V. Hold Separate Provisions

Until the divestiture required by the Final Judgment has been accomplished:

A. Defendants shall preserve, maintain, and continue to operate KTVX-TV as a competitively independent, ongoing economically viable competitive business, with its assets, management, decision-making functions and operations separate, distinct, and apart from KTSU-TV and News Corp's and FOX's other operations. Within twenty (20) calendar days after the entry of this Hold Separate Stipulation and Order, defendants will inform the United States of the steps defendants have taken to comply with this Hold Separate Stipulation and Order.

B. Defendants shall take all steps necessary to ensure that (1) KTVX-TV will be maintained and operated as an independent, ongoing, economically viable and active competitor to the other television stations in the Salt Lake City DMA; (2) management of KTVX-TV, including the performance of decision-making functions regarding marketing and pricing, will be kept separate and apart from and not influenced by defendant News Corp or FOX; and (3) the books, records, competitively sensitive sales, marketing and pricing information, and decision-making associated with KTVX-TV will be kept separate and apart from that of KSTU-TV and News Corp's or FOX's other operations.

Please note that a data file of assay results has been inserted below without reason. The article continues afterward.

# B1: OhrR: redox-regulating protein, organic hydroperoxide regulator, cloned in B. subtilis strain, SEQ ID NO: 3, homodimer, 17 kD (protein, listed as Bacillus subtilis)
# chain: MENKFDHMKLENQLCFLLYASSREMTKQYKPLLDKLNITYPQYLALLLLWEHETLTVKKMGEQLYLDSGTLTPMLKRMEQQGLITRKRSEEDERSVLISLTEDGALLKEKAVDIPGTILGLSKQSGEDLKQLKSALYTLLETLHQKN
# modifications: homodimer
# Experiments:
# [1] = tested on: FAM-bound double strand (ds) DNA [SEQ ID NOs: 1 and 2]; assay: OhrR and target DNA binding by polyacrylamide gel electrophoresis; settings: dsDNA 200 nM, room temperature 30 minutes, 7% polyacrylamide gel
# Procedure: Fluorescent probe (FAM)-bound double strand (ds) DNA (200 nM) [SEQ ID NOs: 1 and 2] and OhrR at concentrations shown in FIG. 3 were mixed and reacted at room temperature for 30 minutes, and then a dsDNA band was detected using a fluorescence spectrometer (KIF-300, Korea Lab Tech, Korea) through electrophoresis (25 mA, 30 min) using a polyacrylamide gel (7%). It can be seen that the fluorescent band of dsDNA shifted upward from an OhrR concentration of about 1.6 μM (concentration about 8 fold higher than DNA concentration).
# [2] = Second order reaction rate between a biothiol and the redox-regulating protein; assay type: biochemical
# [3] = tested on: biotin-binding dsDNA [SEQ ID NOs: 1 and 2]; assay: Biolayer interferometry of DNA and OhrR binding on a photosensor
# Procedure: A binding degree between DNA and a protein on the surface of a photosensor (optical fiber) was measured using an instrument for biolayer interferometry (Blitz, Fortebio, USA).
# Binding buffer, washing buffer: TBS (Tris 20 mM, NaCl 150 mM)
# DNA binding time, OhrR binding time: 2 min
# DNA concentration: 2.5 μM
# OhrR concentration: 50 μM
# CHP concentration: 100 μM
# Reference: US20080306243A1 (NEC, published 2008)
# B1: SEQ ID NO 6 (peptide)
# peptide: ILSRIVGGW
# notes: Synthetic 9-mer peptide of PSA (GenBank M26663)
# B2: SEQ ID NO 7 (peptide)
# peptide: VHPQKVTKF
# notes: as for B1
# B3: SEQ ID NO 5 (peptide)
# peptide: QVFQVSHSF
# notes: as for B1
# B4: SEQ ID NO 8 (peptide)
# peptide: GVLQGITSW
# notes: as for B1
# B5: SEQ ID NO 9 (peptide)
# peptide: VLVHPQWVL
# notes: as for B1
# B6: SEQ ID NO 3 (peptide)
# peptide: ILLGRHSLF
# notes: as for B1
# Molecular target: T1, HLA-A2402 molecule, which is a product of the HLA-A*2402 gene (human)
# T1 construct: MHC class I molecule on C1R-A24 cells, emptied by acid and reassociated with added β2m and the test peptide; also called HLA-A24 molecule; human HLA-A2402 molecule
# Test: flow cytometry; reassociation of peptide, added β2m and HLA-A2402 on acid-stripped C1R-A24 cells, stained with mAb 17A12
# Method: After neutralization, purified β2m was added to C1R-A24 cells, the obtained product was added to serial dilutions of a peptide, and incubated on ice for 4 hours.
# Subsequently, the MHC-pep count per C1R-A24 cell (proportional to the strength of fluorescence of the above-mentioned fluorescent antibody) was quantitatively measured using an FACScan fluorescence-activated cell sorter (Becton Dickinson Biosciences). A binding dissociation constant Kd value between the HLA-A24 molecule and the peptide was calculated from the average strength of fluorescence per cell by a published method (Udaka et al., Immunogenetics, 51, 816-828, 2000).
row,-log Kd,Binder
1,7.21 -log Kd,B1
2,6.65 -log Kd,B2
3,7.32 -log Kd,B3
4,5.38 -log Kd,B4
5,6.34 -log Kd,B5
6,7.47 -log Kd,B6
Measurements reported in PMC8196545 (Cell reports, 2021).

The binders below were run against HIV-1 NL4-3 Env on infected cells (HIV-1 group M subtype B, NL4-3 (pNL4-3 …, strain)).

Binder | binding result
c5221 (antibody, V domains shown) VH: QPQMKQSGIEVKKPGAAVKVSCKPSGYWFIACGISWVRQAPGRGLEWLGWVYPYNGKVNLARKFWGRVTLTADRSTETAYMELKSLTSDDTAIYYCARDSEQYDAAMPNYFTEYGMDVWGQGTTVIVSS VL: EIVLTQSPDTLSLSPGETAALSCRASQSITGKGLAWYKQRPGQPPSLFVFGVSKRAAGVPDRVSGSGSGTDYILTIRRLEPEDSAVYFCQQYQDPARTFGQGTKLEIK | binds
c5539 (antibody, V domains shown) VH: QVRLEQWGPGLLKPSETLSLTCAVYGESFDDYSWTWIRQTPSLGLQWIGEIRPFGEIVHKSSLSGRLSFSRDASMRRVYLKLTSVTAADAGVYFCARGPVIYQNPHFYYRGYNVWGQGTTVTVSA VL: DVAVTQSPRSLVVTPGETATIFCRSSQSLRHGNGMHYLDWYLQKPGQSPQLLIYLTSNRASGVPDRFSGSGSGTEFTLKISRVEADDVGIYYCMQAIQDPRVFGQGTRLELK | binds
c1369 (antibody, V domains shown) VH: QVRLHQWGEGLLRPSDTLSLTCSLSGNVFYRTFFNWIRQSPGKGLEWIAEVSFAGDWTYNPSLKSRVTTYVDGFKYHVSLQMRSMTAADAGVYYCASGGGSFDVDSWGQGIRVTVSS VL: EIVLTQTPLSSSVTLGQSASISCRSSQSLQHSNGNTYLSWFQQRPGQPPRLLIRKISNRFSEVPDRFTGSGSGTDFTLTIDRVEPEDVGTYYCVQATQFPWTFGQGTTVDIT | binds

C. Defendants shall use all reasonable efforts to maintain and increase sales of advertising time by KTVX-TV and shall maintain at 2000 or previously approved levels for 2001, whichever are higher, promotional, advertising, sales, technical assistance, marketing and merchandising support for KTVX-TV.

D. Defendants shall provide sufficient working capital and lines and sources of credit to continue to maintain the Divestiture Assets as an economically viable and competitive ongoing business, consistent with the requirements of Sections V(A) and V(B).

E. Defendants shall take all steps necessary to ensure that the Divestiture Assets are fully maintained in operable condition and shall maintain and adhere to normal repair and maintenance schedules for the Divestiture Assets.